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Patients from the lowest BMI, HbA1c, SBP, and LDL-C population quartile had 3.9, 3.8, 1.9, and 0.9 years of additional life expectancy, respectively.
New research suggested that achieving recommended goals in biomarkers is associated with an extension in the life expectancy of individuals with type 2 diabetes (T2D).
Data show patients from the lowest body mass index (BMI), hemoglobin A1c (HbA1c), systolic blood pressure (SBP), and low-density lipoprotein cholesterol (LDL-C) population quartile had increased gains in life expectancy.
“Better control of biomarkers can potentially increase the [life expectancy] by 3 years in an average person with T2D in the US,” wrote study author Hui Shao, MD, PhD, Department of Pharmaceutical Outcomes and Policy, College of Pharmacy, University of Florida. “For individuals with very high levels of HbA1c, SBP, LDL-C, and BMI, controlling biomarkers can potentially increase [life expectancy] by more than 10 years.”
Determining life-years obtained from diabetes care is crucial for clinical practice and public health interventions, to aid in both shared-decision making and improved public policy.
The current study used outcomes from the Building, Relating, Assessing, and Validating Outcomes (BRAVO) diabetes model to quantify potential gains in life expectancy in achieving different levels of the above variables in a representative population of US adults with T2D.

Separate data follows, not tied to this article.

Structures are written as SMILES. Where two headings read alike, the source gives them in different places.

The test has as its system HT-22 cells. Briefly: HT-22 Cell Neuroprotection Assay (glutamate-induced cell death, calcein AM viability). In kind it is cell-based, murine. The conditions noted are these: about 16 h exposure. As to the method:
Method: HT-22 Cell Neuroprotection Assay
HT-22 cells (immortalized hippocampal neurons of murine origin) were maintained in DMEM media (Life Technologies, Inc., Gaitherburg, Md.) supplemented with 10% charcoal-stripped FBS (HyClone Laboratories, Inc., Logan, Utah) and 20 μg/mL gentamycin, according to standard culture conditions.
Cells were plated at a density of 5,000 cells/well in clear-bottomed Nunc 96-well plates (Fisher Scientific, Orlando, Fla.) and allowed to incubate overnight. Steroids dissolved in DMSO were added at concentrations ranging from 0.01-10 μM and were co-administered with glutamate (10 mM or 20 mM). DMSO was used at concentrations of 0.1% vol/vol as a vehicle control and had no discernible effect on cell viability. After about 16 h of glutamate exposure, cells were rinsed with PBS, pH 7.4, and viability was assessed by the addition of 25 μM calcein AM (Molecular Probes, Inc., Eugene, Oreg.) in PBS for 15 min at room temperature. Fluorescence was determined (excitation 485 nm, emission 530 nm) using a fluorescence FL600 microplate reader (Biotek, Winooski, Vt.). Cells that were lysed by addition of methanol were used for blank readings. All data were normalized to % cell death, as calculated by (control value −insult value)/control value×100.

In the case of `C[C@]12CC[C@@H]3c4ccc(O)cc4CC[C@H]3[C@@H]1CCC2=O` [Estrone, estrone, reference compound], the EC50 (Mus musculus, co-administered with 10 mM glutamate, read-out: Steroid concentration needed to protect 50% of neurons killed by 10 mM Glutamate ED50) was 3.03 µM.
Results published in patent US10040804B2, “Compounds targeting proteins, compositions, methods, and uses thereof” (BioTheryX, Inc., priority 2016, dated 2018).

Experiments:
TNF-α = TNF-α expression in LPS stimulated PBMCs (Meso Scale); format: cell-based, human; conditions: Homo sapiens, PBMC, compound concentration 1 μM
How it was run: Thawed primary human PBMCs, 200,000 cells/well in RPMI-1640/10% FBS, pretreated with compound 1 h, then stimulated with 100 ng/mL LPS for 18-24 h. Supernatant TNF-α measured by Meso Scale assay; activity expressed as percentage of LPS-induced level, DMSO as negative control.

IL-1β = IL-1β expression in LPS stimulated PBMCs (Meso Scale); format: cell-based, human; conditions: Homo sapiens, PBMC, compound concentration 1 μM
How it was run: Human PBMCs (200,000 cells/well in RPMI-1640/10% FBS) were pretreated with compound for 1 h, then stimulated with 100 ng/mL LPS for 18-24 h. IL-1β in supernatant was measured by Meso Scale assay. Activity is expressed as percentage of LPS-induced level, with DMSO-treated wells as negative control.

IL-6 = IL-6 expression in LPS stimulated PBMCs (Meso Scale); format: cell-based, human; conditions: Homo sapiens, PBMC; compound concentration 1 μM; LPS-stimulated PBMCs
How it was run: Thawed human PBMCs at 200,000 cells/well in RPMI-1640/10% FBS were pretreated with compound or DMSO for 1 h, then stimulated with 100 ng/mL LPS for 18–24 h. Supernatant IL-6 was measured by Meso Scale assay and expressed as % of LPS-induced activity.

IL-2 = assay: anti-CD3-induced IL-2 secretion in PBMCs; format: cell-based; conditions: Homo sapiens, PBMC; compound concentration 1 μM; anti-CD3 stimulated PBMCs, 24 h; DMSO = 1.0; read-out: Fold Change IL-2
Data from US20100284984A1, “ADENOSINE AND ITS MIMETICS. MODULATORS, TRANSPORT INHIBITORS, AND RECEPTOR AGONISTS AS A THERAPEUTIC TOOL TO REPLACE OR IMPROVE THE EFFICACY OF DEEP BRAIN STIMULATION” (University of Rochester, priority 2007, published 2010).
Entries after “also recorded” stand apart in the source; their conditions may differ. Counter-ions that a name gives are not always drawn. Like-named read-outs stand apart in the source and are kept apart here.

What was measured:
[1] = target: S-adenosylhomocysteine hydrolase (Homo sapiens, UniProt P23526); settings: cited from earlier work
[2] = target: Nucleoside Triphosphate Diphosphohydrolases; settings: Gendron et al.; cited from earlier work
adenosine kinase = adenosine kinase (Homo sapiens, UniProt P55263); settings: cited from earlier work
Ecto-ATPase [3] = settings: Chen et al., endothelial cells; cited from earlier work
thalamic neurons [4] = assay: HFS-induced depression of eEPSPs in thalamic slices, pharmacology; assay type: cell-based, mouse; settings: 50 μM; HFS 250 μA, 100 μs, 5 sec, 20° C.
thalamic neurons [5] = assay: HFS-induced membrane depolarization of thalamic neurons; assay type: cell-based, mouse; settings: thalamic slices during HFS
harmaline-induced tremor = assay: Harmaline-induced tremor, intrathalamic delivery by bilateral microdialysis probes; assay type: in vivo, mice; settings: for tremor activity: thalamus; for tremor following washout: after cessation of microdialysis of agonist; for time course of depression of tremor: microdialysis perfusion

In order to calibrate the model for the general population, investigators built a calibration sample from the 2009 - 2010 National Health and Nutrition Examination Survey (NHANES) and linked mortality records from the National Death Index.
A total of 421 individuals with T2D were included in the study, with a mean age of 65.6 years and 46% women (n = 194). Investigators grouped each measured biomarker (HbA1c, SBP, LDL-C, and BMI) into quartiles. The life expectancy gains associated with better control were estimated by moving those with T2D from the current quartile of each biomarker to the lower quartile.
In terms of glucose control, a reduction in HbA1c from 9.9% (mean, Q4) to 7.7% (mean, Q3) was associated with a 3.4 year gain in life expectancy. However, a reduction from 7.7% to 6.8% (mean, Q2) was associated with only a mean of 0.5 years gain and 6.8% to 5.9% (mean, Q1) had no benefit in life expectancy.
Overall, investigators found a reduction in HbA1c from Q4 to Q1 had a life expectancy gain of 3.8 years.
In comparison to a BMI of 41.4 (mean, Q4), a lower BMI level of 24.3 (mean, Q1), 28.6 (mean, Q2), and 33.0 (mean, Q3) were associated with a mean of 3.9, 2.9, and 2.0 additional life-years, respectively.
For individuals with a SBP level of 160.4 mm Hg (mean, Q4), a lower SBP level of 114.1 mm Hg (mean, Q1), 128.2 mm Hg (mean, Q2), and 139.1 mm Hg (mean, Q3) were associated with 1.9, 1.5, and 1.1 year gain in life expectancy, respectively.
Moreover, a lower LDL-C level of 59 mg/dL (mean, Q1), 84.0 mg/dL (mean, Q2) and 107.0 mg/dL (mean, Q3) was associated with a mean of 0.9, 0.7, and 0.5 additionally life-years, compared with an LDL-C level of 146.2 mg/dL (mean, Q4).
Investigators found the benefit associated with treatment goal achievement had a sharp decline as a patient aged. For a male patient aged 50 - 60 years, a reduction in BMI from 35 to 30 was associated with an increase of 1.4 years. For a male patient aged 70 to 80, a reduction in BMI to 30 was only associated with an additional 0.6 years.
“This finding emphasizes the importance of biomarker control at an earlier age,” Shao said. “It also highlights the potential need for a trade-off between life quality and treatment for elderly patients when the benefit of biomarker control is limited.”
The study, “Potential Gains in Life Expectancy Associated With Achieving Treatment Goals in US Adults With Type 2 Diabetes,” was published in JAMA Network Open.